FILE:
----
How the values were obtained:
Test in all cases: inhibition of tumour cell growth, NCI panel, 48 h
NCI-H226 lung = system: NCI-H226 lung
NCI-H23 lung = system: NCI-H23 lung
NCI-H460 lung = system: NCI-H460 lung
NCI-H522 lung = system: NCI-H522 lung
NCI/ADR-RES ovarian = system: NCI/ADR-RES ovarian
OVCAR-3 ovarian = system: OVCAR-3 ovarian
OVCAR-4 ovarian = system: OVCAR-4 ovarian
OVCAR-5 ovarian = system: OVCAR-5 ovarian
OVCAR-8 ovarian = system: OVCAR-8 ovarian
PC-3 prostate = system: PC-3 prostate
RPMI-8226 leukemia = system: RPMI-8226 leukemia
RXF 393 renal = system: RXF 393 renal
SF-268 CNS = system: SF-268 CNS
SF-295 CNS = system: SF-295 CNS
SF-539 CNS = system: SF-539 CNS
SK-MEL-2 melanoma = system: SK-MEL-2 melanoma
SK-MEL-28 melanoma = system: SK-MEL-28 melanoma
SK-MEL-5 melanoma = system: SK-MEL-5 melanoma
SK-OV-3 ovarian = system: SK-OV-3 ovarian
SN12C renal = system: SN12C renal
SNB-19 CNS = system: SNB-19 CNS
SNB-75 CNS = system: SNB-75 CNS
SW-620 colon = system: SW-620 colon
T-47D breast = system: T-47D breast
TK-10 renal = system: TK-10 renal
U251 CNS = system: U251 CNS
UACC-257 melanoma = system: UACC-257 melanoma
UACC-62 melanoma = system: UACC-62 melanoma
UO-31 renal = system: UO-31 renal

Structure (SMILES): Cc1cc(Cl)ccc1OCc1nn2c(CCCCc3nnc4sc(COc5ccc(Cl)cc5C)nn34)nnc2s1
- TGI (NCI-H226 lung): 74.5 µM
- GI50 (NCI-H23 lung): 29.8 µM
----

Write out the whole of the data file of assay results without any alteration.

How the values were obtained:
Test in all cases: inhibition of tumour cell growth, NCI panel, 48 h
NCI-H226 lung = system: NCI-H226 lung
NCI-H23 lung = system: NCI-H23 lung
NCI-H460 lung = system: NCI-H460 lung
NCI-H522 lung = system: NCI-H522 lung
NCI/ADR-RES ovarian = system: NCI/ADR-RES ovarian
OVCAR-3 ovarian = system: OVCAR-3 ovarian
OVCAR-4 ovarian = system: OVCAR-4 ovarian
OVCAR-5 ovarian = system: OVCAR-5 ovarian
OVCAR-8 ovarian = system: OVCAR-8 ovarian
PC-3 prostate = system: PC-3 prostate
RPMI-8226 leukemia = system: RPMI-8226 leukemia
RXF 393 renal = system: RXF 393 renal
SF-268 CNS = system: SF-268 CNS
SF-295 CNS = system: SF-295 CNS
SF-539 CNS = system: SF-539 CNS
SK-MEL-2 melanoma = system: SK-MEL-2 melanoma
SK-MEL-28 melanoma = system: SK-MEL-28 melanoma
SK-MEL-5 melanoma = system: SK-MEL-5 melanoma
SK-OV-3 ovarian = system: SK-OV-3 ovarian
SN12C renal = system: SN12C renal
SNB-19 CNS = system: SNB-19 CNS
SNB-75 CNS = system: SNB-75 CNS
SW-620 colon = system: SW-620 colon
T-47D breast = system: T-47D breast
TK-10 renal = system: TK-10 renal
U251 CNS = system: U251 CNS
UACC-257 melanoma = system: UACC-257 melanoma
UACC-62 melanoma = system: UACC-62 melanoma
UO-31 renal = system: UO-31 renal

Structure (SMILES): Cc1cc(Cl)ccc1OCc1nn2c(CCCCc3nnc4sc(COc5ccc(Cl)cc5C)nn34)nnc2s1
- TGI (NCI-H226 lung): 74.5 µM
- GI50 (NCI-H23 lung): 29.8 µM